Living review

An update on Akira Kurosawa’s classic 1951 film Ikiru, Living is one of the more low-key films of the year buoyed by a tremendous performance from star Bill Nighy.

Living doesn’t stray far from Ikiru’s formula with the biggest distinction of the setting. Stodgy 1950s London makes for a fitting backdrop for a film about a by-the-books civil servant.

Nighy (Love Actually) stars as Mr. Williams, a bureaucrat working at humorless, joyless office where paperwork goes to die or shuffled off to another department. When paperwork gets sent on a carousel of various departments, Williams frequently decides to hold it in a limbo pile as it won’t do any harm out of the way.

Peter Wakeling (Alex Sharp, The Trial of the Chicago 7) is the newest member of Williams’ department. He’s young and idealistic enough to not be beaten down by the monotony of the job and its soul crushing pace.

living review - wakeling

Wakeling doesn’t know the rules of the train commute to the office — keep relatively quiet and avoid trying to bring any humor to the ride. Just read your newspaper and settle in for a long day’s work. And give Mr. Williams a courtesy nod when the train arrives at his station.

It’s a stuffy existence, but Wakeling is eager to prove his worth. Fortunately, the office scene isn’t all drab and boring as he takes a quick interest in the vivacious Margaret Harris (Aimee Lou Wood, Sex Education), the one staff member unbothered by the stuffy and stale office dynamic.

living review - wakeling and margaret

For Nighy fans, his role proves a major departure from his usual flashy, bombastic on-screen presence work. He typically injecting his roles with an abundance of flair, charisma and energy.

With Mr. Williams, Nighy is tasked with doing more with far less of his usual tricks. Here it’s all about measured movements, deliberate gestures and an almost glacial delivery of dialogue. Think the sloth in Zootoopia. Williams’ energy level is barely above functional walking zombie.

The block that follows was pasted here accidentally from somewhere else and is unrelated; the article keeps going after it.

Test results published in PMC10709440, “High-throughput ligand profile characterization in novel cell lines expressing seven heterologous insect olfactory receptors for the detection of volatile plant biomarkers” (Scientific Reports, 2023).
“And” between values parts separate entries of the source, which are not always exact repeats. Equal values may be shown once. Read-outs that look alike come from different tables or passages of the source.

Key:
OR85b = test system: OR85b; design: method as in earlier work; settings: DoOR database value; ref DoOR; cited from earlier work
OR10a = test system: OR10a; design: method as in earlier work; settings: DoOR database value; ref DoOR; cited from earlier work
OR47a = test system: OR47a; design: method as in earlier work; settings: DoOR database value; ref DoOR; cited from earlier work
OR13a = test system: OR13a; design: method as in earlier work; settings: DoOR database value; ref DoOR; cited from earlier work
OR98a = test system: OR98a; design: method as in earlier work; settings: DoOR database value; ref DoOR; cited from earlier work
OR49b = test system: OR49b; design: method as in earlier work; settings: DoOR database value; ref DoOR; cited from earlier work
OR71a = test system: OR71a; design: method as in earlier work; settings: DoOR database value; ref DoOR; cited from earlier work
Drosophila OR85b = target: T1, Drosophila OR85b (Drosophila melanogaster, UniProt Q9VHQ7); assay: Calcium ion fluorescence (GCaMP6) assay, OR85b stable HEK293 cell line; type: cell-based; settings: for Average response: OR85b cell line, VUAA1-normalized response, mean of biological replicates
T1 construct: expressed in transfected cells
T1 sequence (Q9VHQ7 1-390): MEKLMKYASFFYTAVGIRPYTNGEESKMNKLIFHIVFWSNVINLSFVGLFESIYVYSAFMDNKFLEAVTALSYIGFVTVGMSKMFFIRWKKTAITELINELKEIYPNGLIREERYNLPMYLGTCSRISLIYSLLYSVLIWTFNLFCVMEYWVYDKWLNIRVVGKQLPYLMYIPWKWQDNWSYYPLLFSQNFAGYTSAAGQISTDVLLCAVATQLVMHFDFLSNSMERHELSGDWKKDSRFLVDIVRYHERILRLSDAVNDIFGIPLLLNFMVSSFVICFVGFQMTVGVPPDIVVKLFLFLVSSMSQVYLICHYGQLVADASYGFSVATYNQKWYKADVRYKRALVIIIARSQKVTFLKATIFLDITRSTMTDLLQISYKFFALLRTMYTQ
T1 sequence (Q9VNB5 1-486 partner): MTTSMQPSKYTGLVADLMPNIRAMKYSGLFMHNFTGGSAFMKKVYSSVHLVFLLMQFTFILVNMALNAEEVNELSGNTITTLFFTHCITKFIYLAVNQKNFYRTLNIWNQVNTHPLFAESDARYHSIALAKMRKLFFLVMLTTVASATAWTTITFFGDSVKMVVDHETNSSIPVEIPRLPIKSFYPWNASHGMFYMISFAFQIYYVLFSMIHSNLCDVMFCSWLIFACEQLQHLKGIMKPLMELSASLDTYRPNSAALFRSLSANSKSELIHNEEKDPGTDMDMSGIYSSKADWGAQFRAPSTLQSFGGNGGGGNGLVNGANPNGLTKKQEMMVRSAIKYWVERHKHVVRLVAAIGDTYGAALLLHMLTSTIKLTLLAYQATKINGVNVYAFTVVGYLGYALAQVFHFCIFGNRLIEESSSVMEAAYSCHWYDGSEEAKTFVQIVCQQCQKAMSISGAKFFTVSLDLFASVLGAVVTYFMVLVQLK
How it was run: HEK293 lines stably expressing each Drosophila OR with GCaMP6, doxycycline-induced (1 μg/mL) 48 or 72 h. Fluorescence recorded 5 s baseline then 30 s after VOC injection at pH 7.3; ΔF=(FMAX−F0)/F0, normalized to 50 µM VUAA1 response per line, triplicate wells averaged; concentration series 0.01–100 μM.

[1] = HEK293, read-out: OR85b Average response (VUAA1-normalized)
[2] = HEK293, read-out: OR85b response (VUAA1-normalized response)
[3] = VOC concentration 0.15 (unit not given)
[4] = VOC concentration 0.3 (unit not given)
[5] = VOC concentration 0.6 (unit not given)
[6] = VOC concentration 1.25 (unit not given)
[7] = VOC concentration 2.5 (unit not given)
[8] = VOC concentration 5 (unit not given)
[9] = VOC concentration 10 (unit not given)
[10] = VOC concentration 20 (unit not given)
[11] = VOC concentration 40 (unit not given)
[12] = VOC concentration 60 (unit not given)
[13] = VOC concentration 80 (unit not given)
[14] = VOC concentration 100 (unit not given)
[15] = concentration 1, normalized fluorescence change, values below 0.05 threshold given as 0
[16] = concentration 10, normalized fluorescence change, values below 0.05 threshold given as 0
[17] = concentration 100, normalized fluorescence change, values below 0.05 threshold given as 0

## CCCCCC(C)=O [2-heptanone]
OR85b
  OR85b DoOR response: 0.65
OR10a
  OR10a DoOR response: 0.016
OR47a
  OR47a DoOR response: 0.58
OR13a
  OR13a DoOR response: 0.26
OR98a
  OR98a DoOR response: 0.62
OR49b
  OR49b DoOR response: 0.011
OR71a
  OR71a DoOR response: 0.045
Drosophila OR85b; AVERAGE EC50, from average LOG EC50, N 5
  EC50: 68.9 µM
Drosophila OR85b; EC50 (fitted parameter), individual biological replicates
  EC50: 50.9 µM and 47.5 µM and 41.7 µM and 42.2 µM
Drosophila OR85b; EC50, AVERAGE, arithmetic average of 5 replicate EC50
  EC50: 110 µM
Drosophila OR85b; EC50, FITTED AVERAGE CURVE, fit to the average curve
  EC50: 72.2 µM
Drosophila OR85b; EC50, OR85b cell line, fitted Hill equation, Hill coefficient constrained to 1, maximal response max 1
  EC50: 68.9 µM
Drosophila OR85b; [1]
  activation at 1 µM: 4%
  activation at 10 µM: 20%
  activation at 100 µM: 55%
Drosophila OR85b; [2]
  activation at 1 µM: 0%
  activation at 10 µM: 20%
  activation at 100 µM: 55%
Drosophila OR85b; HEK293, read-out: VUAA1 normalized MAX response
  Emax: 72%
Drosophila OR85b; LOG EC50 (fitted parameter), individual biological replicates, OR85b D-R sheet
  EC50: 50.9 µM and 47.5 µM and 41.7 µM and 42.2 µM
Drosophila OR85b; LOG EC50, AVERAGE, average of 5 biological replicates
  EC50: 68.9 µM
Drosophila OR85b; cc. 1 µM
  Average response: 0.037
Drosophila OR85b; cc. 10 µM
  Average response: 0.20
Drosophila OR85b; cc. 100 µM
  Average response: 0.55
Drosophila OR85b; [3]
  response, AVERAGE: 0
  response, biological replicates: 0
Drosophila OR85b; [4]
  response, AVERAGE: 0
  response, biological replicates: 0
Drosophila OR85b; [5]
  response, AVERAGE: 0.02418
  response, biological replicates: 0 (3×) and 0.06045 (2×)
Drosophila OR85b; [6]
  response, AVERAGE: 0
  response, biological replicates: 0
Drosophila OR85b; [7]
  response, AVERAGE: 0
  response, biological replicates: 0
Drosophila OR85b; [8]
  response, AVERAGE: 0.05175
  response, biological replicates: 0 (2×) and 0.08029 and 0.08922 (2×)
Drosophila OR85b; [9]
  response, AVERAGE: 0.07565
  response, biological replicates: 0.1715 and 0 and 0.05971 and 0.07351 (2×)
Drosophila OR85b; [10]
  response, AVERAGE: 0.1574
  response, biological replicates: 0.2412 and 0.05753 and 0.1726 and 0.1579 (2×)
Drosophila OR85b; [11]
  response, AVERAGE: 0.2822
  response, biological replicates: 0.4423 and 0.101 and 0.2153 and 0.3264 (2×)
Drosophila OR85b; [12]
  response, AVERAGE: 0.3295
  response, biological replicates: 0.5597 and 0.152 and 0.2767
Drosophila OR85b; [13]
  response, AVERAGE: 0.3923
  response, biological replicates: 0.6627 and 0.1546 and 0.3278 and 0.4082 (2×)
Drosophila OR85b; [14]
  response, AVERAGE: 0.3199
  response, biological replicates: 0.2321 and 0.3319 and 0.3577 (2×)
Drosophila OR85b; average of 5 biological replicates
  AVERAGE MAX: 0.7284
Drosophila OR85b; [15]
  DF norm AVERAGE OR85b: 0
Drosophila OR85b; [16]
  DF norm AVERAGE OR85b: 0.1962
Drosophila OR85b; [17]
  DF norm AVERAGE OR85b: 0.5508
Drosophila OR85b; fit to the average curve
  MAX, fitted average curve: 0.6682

This is an outstanding example of a measured, restrained performance. Nighy engages viewers not from some showy, scene-chewing gestures, but the reserved, calculated movements — that subtle pause as Williams carefully considers his words and actions. All while leaving enough mystery that viewers can speculate what’s going on in Williams’ head.


Everything changes for Williams when he receives a terminal diagnosis. Suddenly, endlessly churning through mountains of paperwork isn’t nearly as satisfying. It’s time for Williams to ask a real harsh truth — what legacy will he leave behind? Sure, he’s got a son, but he’s henpecked by his wife and seems destined to have as joyless and fruitless a life as his father.

Inspired by his younger staff members, Peter and Margaret, Williams decides it’s not too late to make a lasting difference — one that will endure long after he’s gone.

Screenwriter Kazuo Ishiguro keeps Williams’ goals simple. It wouldn’t feel true or believable for Williams to have this epiphany that drastically changes all aspects of his life. Instead of making some grand sweeping gesture, Williams focuses on a project that a group of women have passionately lobbied to get done for countless months — the installation of a children’s playground.

living review - the playground women

It’s the perfect target for Williams even as he faces the same ridiculous red tape that has prevented the women from making any progress on the playground. Williams notes he doesn’t have time to get angry, but in his own dogged persistent manner, tirelessly ensures the playground is completed.

While Williams takes things slowly, Director Oliver Hermanus (Beauty) probably could have infused a bit more energy into the film. Hermanus spends too much time establishing the robotic office culture that he’s not able to effectively shift for a livelier second act. There are some pockets of energetic moments though it takes until the final act for more creative, inspired scenes.

living review - mr. williams with staff


The main draw for Living is to take in an exquisitely restrained performance from Nighy that’s worthy of Oscar consideration. As for the rest of the film? It’s a solid, if slow watch and if nothing else might inspire a new generation to check out Ikiru.

Rating: 7 out of 10

Photo Credit: Sony Pictures Classics